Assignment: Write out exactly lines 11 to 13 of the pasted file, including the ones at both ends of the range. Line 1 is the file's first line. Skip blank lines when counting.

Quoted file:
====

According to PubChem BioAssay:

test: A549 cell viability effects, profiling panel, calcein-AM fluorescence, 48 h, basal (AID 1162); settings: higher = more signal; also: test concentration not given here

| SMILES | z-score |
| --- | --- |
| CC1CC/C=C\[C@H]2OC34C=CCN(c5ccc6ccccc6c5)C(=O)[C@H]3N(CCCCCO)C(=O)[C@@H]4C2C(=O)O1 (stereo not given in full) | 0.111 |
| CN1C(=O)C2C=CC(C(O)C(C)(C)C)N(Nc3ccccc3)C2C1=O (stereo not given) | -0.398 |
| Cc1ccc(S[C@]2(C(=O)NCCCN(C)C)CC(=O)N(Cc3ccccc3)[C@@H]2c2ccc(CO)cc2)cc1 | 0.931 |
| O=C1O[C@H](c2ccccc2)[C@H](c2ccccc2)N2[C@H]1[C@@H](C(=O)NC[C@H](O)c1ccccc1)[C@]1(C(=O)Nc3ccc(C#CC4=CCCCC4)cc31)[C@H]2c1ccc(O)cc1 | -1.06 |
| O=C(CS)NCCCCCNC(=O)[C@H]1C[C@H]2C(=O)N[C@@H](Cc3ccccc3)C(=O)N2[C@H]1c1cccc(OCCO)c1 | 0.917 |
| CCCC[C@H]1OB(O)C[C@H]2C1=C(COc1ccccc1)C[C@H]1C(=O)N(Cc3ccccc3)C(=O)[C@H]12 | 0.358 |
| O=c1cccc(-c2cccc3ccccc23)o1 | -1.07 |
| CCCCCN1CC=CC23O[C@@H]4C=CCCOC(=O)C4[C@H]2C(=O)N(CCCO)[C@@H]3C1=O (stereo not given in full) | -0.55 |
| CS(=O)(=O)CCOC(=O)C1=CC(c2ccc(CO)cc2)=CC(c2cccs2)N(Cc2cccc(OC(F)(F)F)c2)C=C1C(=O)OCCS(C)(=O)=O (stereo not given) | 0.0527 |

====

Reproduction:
| O=c1cccc(-c2cccc3ccccc23)o1 | -1.07 |
| CCCCCN1CC=CC23O[C@@H]4C=CCCOC(=O)C4[C@H]2C(=O)N(CCCO)[C@@H]3C1=O (stereo not given in full) | -0.55 |
| CS(=O)(=O)CCOC(=O)C1=CC(c2ccc(CO)cc2)=CC(c2cccs2)N(Cc2cccc(OC(F)(F)F)c2)C=C1C(=O)OCCS(C)(=O)=O (stereo not given) | 0.0527 |